The waveguide phased array component thus comprises a number of light channels whose geometry defines that they have both focusing characteristics (a lens) and dispersing characteristics (the wavelength dependency of the grating).
FIG. 3 illustrates the basic operational principle of the component in association with a case in which three different wavelengths (λ1, λ2, λ3) are used to couple light alternately to each of the three input ports. As the figure shows, the output port of a specific wavelength channel depends both on the wavelength of the channel in question and which the input port of the channel in question is. The component is capable of demultiplexing N wavelength channels received from one input port so that each of the channels goes to a different output port. How the channels are distributed among the output ports depends on which the input port is. Examined from the network point of view, a situation thus exists in which a network element connected to a specific output port and receiving a signal at a specific wavelength knows, based on the output port and the wavelength, from which input port the signal originates.
In the following, the operation of the component is examined in closer detail. A symmetrical N×N phased array component has N optical ports on the A-side and N optical ports on the B-side. The component has been so designed that it multiplexes wavelengths whose separation is Δλ. When optical fibers are connected to the optical ports, light is coupled between each port on the A-side and each port on the B-side on a wavelength determined from the formula: λ=λ0+Δλ(i+j−2). In the formula, i stands for the port sequence number on the A-side and j for the port sequence number on the B-side, and λ0 is the wavelength coupling between the ports i=1 and j=1. The wavelength coupled between two ports is the same regardless of whether light is input to the A-side port and output from the B-side port or in the opposite direction, and the operation of the component is also in other respects symmetric as regards changes of the A- and B-sides.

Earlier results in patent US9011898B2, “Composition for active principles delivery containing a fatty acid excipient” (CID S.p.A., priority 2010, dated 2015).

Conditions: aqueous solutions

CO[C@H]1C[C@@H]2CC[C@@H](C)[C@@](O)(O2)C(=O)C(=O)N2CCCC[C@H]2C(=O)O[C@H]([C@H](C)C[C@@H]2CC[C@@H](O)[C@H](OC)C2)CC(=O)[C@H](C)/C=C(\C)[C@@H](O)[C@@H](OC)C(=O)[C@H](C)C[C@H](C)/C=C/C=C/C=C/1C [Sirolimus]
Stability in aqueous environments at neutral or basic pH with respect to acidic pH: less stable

The above description is also valid for a component in which the number of optical ports differs on the A-side and B-side. In such a case, N is the number of ports on the side which has the majority, and the other side may simply be seen as lacking some ports, but the coupling between the ports is nevertheless described by the above formula.